August 6, 2013

Belford villagers fear turbine deliveries will bring destruction

By Brian Daniel | The Journal | 6 August 2013 |

Villagers last night told of their fears that their community will be destroyed if vehicles carrying massive wind turbine parts are allowed through.

People living at Belford are alarmed that wind farm developer Energiekontor UK is proposing to send some vehicles delivering parts to its planned site near the village through the community’s main street.

One resident last night said that her home could be hit while an action group fighting the development claimed traffic calming measures, cherry trees and flower planters would have to be ripped out to allow the vehicles through.

However, the developer insisted some materials would only have to be removed temporarily.

The company recently applied to Northumberland County Council for planning permission for nine 100m turbines at Belford Burn.

Having studied the application, the Middleton Burn Action Group has voiced fears over the company’s plan to route over 80 deliveries of rotor blades and tower sections through the village centre.

It claims the passing through of vehicles almost 40m long, 5m wide and weighing up to 100 tonnes, will requires road closures, bringing “severe disruption.”

The group says they will pass over pavements at Market Place, making them no go areas for pedestrians, and that turbine parts will pass within a few inches of some homes.

It also says deliveries could be made any time day or night, “interfering severely” with village life if the former and shattering its peace if the latter.

The group claims Market Place at the centre of Belford will have to be “ripped up” for ten months at least.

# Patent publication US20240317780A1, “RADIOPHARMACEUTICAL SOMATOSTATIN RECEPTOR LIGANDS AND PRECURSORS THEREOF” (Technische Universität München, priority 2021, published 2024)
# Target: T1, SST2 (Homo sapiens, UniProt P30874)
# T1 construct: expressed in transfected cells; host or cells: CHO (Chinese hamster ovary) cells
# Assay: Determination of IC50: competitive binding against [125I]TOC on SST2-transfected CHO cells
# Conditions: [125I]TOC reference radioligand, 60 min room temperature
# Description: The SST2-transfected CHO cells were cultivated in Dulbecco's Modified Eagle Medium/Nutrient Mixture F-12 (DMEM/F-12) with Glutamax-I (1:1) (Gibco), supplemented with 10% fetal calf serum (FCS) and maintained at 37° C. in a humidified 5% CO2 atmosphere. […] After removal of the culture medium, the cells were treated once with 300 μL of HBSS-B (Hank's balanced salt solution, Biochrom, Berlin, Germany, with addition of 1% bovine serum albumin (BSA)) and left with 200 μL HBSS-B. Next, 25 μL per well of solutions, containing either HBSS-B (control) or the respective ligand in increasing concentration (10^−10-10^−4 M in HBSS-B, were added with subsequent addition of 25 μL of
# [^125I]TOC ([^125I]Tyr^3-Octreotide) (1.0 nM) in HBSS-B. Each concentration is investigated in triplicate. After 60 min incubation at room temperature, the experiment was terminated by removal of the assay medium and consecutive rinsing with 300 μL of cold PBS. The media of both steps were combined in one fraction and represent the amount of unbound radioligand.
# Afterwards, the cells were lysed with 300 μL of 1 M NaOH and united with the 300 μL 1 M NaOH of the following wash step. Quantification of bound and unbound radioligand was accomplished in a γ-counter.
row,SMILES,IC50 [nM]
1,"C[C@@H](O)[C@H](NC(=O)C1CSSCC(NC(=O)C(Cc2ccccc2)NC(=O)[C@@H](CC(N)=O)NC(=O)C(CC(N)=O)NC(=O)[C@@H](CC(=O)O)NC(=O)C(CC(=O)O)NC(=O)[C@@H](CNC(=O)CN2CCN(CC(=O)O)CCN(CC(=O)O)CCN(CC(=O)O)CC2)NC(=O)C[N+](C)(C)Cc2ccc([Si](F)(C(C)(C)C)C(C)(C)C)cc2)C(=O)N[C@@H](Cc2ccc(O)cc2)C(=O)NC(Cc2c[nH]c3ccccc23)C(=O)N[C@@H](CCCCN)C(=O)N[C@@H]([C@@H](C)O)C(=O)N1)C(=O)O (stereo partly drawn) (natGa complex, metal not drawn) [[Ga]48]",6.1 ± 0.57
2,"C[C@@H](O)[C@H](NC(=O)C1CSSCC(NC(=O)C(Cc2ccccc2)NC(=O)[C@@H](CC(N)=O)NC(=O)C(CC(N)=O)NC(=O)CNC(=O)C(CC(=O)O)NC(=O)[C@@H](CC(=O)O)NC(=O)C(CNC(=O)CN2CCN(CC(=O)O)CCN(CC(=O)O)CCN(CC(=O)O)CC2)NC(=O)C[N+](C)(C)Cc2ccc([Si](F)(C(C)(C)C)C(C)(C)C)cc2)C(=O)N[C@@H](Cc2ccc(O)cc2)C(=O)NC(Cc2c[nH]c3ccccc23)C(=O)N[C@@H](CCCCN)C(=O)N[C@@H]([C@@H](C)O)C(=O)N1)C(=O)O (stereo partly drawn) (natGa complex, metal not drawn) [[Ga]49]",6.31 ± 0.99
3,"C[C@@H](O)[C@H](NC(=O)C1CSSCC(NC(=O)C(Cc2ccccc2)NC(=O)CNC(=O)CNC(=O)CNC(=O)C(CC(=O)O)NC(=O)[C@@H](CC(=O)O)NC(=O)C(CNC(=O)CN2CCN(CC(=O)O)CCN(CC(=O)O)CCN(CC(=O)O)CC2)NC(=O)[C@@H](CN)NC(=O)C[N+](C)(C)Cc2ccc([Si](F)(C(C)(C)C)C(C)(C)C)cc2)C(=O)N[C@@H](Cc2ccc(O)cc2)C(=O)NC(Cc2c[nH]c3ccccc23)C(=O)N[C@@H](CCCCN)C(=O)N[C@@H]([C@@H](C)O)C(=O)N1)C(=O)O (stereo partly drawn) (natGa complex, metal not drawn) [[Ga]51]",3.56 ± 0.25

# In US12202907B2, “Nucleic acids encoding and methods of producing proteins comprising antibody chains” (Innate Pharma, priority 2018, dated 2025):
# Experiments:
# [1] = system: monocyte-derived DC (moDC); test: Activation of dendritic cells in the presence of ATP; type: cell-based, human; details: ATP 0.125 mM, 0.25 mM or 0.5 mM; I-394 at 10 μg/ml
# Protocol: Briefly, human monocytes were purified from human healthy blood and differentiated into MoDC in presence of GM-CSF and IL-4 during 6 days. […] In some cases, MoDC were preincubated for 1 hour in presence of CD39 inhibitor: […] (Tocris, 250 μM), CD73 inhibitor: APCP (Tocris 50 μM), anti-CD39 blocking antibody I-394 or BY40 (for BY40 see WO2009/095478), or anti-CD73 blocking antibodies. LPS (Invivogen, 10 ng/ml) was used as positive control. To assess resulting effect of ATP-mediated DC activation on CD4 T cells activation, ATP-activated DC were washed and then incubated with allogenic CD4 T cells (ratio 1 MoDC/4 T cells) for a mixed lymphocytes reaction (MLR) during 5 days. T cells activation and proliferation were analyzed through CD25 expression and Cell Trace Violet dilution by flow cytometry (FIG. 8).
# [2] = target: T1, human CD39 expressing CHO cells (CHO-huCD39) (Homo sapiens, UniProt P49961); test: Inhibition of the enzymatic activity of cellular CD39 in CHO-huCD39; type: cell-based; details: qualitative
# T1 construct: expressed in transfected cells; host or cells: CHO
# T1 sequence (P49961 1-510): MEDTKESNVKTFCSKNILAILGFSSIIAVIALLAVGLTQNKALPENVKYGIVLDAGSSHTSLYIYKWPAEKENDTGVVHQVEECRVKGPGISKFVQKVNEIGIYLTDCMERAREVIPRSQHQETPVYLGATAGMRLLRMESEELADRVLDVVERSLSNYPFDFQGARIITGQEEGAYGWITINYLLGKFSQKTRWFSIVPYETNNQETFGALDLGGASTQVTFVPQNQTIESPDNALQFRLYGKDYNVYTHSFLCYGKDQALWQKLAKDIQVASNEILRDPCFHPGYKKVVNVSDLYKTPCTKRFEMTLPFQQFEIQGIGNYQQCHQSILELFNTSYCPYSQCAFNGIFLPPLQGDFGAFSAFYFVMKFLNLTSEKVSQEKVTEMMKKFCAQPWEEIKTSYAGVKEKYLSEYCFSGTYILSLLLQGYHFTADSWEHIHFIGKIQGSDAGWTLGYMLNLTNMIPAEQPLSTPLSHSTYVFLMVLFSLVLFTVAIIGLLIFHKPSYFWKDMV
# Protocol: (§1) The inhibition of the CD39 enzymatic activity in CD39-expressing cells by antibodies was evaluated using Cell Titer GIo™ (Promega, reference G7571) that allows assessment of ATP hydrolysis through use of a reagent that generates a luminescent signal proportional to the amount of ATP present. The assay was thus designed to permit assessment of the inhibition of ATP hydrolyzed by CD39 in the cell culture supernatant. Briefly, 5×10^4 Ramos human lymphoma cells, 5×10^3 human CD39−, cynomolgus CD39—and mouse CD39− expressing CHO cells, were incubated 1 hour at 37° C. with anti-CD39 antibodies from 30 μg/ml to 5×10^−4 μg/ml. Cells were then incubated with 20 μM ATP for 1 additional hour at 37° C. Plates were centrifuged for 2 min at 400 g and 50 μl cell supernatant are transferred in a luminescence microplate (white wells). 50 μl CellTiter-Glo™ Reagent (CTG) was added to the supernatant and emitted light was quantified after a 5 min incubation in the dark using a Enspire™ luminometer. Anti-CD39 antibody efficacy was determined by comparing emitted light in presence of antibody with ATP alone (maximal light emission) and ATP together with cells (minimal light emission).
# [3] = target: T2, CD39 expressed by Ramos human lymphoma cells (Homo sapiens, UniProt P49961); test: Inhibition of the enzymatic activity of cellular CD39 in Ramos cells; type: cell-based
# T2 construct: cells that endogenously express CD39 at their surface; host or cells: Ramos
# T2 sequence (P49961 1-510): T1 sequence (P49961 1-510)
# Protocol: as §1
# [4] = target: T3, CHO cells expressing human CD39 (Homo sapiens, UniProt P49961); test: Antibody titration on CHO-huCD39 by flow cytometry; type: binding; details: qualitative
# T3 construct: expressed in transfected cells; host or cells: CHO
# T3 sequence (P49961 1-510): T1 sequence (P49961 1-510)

It says a bollard which protects a pedestrian area will have to be pulled out, two flower planters tended by village children removed and three flowering cherry trees “which contribute so much to the setting of the historic Market Place” uprooted.

The action group also claims a give way sign at the top of West Street will have to be removed as will traffic calming measures which protect Belford First School on the same street.

Chairman Chris Craddock said: “We will be fighting these plans as hard as we can. The destruction of the village centre to allow turbine components through is just one example of EnergieKontor’s total disdain for Belford, its surroundings and its people.”

Fiona Renner-Thompson, 52, and farmer husband Nick Renner, also 52, live on the corner of Market Place.

Mrs Renner-Thompson, an administrator for the farming business, last night told how she feared the delivery vehicles coming with centimetres of the couple’s home, causing them to believe their property could be hit.

She also told how the couple are worried turbine parts will pass over their garden and that they may to give part of their property as a result.

Mrs Renner-Thompson said: “I just can not believe that a private company can have the power to disrupt so many people’s lives for so long. It is very worrying.

“I can not believe they want to bring them through a village.”

The resident claimed she had not been contacted by the developer which she said is “not on really.”

Last night, Michael Briggs, Energiekontor’s project manager, said: “We understand that residents have concerns relating to construction traffic coming through Belford.

“It’s an issue that’s been raised by people as part of our pre-planning consultation process and is something we empathise with.”

He claimed only 5% of delivery vehicles would come through the village.

Mr Briggs added: “The delivery period for turbine components through the village would only last for one or possibly two months, and we certainly don’t envisage the need for any road closures.

“We would expect each delivery to take no more than 5 minutes to pass through the village, travelling at a similar pace to agricultural vehicles.

“Where turbine delivery vehicles pass the market square we would need to temporarily remove some items of street furniture. These items would only be taken away at the start of the turbine delivery period and we would reinstate them one/two months later in no worse a condition than we found them.”

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